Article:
Arthritis has the unfortunate power of changing your entire life. Everything from your ability to work, to your emotional well-being, can be affected.
According to the CDC- an estimated 27.7% (54.4 million) of American adults live with doctor-diagnosed arthritis. If that number wasn't staggering enough, the CDC also states that about 43.5% (23.7 million) of those doctor-diagnosed individuals face daily limitations due to their arthritis. These limitations can range from the ability to walk a 1/4 mile to reaching above one's head. Besides these 2 limitations, there are 7 more common daily activities that are cited as being challenging, or even impossible when living with arthritis:
Grip strength and ability.
Sit for 2 hours.
Lift or carry as much as 10 pounds.
Climb a flight of stairs without resting.
Push or pull heavy objects.
Stand for 2 hours.
Stoop, bend, or kneel.
Many of the above tasks are ones that most people take for granted, it's no wonder how arthritis can disrupt and steal so much of your life. If you've been diagnosed with arthritis you may even struggle with depression and/or anxiety due to chronic pain and fatigue. Therefore, it is so important that you take great care of yourself if you have been diagnosed with arthritis and find ways to maximize your health.
Finding ways to maximize your health when living with arthritis might just be easier than you think. Below are 5 simple ways to live a fuller, healthier life if you have arthritis:
Talk to your doctor about anti-inflammatory medication. Keeping an open dialogue between you and your doctor regarding your arthritis diagnosis, in general, is very important. Specifically, though, it's important to discuss your medication options for your arthritis- including any symptoms you may be having on current medications and your level of pain management. It's important to understand that there is no cure for arthritis, so developing a well-rounded care plan is essential to reduce your symptoms.
Make sure your diet contains plenty of omega-3 fatty acids. This is a good health tip for anyone living with arthritis, or not. Omega-3 fatty acids cannot be produced inside your body but, you need them for optimal survival. Besides being essential for general health, omega-3's have been shown to reduce inflammation in swollen and tender joints. Omega-3's can be found in abundance in foods such as fatty fish (salmon, mackerel, and herring), flax seeds, chia seeds, and walnuts. If you're finding it difficult to obtain your daily dosage of omega-3 (minimum of 1.1-1.6 g.) then taking an omega-3 supplement is highly recommended.
Maintain a healthy weight. According to the John Hopkin's Arthritis Center, weight gain and joint health are deeply correlated. Just being 10 pounds overweight can increase the force on the knee joint by 30-60 pounds with each step. Reducing the amount of force on your joints can therefore greatly reduce the amount of pain from arthritis. Some studies also suggest that maintaining a healthy weight can reduce arthritis pain in the hands and other affected joints. It is thought that excess weight could cause additional forms of arthritis pain in other joints less related to force due to circulatory issues.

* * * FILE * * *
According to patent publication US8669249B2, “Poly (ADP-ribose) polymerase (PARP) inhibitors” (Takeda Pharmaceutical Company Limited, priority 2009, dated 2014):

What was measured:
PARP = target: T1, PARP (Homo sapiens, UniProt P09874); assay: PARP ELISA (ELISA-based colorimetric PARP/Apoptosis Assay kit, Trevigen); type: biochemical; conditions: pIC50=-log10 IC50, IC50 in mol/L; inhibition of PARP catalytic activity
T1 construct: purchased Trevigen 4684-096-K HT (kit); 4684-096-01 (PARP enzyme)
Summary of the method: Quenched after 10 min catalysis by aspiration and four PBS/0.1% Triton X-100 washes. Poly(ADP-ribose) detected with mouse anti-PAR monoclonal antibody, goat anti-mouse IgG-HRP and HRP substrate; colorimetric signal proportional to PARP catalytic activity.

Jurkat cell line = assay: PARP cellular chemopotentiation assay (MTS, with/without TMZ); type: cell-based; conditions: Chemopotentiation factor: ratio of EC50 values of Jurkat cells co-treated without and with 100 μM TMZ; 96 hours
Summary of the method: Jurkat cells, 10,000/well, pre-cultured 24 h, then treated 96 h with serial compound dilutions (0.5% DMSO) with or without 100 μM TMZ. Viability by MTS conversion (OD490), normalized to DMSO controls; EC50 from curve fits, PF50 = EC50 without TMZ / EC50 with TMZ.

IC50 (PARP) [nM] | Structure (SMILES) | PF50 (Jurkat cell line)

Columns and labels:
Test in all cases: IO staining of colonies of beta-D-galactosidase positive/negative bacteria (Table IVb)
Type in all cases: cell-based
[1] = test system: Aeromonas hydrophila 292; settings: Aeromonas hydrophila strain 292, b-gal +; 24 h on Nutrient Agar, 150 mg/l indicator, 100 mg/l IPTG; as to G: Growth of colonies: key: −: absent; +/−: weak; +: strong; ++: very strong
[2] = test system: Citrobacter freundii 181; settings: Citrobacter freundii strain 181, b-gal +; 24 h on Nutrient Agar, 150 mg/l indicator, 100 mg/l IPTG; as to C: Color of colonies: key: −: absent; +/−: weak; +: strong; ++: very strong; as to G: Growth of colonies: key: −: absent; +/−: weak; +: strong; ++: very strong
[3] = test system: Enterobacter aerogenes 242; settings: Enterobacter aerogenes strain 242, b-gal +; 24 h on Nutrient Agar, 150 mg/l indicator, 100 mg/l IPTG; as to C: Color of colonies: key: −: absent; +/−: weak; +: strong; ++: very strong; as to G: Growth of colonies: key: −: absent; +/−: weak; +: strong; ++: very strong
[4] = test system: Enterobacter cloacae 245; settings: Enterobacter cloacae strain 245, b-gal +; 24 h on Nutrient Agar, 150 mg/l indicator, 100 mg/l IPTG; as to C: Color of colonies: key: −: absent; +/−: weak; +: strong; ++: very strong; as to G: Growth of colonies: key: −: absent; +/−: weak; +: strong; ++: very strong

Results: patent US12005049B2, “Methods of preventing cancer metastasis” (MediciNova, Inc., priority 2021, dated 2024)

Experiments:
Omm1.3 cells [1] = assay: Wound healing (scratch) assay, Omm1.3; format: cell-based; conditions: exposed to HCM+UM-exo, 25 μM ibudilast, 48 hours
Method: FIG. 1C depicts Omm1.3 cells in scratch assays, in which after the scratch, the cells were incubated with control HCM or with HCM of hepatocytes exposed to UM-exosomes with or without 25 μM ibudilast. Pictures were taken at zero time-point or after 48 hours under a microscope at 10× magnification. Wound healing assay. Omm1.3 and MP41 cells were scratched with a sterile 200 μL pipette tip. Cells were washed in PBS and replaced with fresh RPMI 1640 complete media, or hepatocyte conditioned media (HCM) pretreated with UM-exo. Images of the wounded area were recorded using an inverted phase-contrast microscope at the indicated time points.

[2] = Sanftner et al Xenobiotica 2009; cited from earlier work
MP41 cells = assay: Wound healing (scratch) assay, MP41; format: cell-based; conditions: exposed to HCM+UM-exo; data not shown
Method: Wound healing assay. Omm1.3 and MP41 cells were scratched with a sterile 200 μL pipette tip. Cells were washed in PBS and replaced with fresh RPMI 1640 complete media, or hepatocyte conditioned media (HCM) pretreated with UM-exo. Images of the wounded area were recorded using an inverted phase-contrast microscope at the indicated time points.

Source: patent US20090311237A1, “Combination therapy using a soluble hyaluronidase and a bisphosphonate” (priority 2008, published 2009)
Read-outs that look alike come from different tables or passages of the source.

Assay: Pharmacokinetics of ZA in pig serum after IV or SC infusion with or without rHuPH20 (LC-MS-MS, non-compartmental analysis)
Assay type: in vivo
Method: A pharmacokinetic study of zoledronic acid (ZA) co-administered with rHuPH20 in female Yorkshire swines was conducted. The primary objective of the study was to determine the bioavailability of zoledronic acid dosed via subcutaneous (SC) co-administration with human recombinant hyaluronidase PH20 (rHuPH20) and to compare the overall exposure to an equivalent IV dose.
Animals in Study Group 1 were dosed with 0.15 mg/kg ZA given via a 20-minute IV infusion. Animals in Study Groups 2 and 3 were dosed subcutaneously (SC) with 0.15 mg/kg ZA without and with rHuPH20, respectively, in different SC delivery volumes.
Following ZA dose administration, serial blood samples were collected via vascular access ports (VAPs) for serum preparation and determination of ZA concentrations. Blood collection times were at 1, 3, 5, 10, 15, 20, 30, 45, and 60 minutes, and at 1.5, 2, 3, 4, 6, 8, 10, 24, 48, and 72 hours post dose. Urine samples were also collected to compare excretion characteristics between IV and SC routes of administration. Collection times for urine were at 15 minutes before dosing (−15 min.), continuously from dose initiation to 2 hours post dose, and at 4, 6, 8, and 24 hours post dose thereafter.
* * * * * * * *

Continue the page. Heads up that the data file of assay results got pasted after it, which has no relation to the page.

Consider getting regular massages, or invest in an at-home massage chair/hand-held device. Speaking of circulatory issues, massage can help relieve arthritis pain and muscle stiffness by improving circulation, helping to reduce inflammation. Although it's still unclear exactly how massage helps arthritis, the benefits are definitely apparent.
Exercise! Living with arthritis pain can make exercise seem counter-intuitive. Movement often hurts- so why would you purposefully do something that could hurt? However, exercise is one of the absolute best things you can do to maximize your health when living with arthritis pain. According to the Mayo Clinic, "exercise is crucial for people with arthritis. It increases strength and flexibility, reduces joint pain, and helps combat fatigue." The idea that exercise will make your joints hurt worse is simply not true- not exercising will actually make your arthritis pain worse and your muscles feel even stiffer. This is because keeping your muscles and surrounding tissue strong is crucial to maintaining support for your bones. Not exercising weakens those supporting muscles, creating more stress on your joints. The best exercise to do when living with arthritis pain is thought to be moderate level activities such as yoga, walking, swimming, light-weight lifting, etc.
Generally, any positive life change like adding in more activity, eating healthy, and striving for a healthy weight are great places to start when trying to live a more full, healthy life when dealing with arthritis. However, when considering adding, changing, or taking away anything to your current arthritis care plan, it is important to discuss with your doctor first to ensure everyone is on the same page. Not only is it possible to maximize your health when dealing with arthritis pain, but it is also essential to your overall wellness!